Alcohol is worse for women than men — here’s why

Evidence links alcohol consumption to breast cancer and other health risks that primarily affect women.

Health journalism can feel like a revolving door when it comes to alcohol. One day, wine kills, and the next, it cures. When you look more closely at the research, the picture is not so clear. But one thing is certain: Alcohol affects women more than men. Even when a woman weighs the same as a man, the same amount of alcohol will be more concentrated in her bloodstream because women generally have less body water than men.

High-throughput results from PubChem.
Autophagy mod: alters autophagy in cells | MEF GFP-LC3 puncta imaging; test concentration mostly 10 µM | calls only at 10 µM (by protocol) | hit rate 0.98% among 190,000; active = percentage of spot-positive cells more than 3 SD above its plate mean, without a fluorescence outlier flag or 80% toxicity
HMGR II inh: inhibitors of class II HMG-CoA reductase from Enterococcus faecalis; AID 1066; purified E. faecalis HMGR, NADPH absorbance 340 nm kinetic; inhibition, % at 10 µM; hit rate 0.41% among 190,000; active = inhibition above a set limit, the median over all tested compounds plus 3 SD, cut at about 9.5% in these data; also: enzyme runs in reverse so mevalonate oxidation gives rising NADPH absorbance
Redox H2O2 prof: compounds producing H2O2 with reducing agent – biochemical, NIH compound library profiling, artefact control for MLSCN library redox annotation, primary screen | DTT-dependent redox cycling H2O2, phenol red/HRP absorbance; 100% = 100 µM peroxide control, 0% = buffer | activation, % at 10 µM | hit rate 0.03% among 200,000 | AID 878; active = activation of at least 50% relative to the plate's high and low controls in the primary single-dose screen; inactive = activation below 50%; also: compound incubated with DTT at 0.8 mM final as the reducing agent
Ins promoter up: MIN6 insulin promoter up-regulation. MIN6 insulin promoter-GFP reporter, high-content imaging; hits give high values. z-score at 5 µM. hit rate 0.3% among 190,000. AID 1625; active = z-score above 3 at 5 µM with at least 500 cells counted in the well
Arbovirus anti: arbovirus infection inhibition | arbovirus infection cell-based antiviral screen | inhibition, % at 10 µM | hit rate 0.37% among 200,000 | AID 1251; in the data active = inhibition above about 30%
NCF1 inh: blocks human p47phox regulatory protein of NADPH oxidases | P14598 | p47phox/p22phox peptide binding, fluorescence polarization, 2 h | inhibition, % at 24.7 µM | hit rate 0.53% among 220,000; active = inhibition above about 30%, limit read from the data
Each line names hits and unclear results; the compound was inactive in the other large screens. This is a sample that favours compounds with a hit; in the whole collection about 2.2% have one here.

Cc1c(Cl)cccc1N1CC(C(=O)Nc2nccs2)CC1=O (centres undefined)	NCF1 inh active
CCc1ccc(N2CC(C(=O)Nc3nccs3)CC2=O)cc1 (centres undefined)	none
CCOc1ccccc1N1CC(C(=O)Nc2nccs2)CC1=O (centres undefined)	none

On the whole, women drink less than men. In our recent survey, we asked 1,500 Canadians how often they drank. Seventeen percent of women say they’re teetotalers — meaning they don’t drink at all — compared with only 12 percent of men; and six percent of women say they drink daily, while the number for men is double (12 percent).

There is some compelling evidence about some of the harms of drinking. Here’s a roundup of some recent research about the possible perils of alcohol for women.

This post is part of The Canada Project, a representative survey of Canadians from across the country. You can find out more right here.Canada Project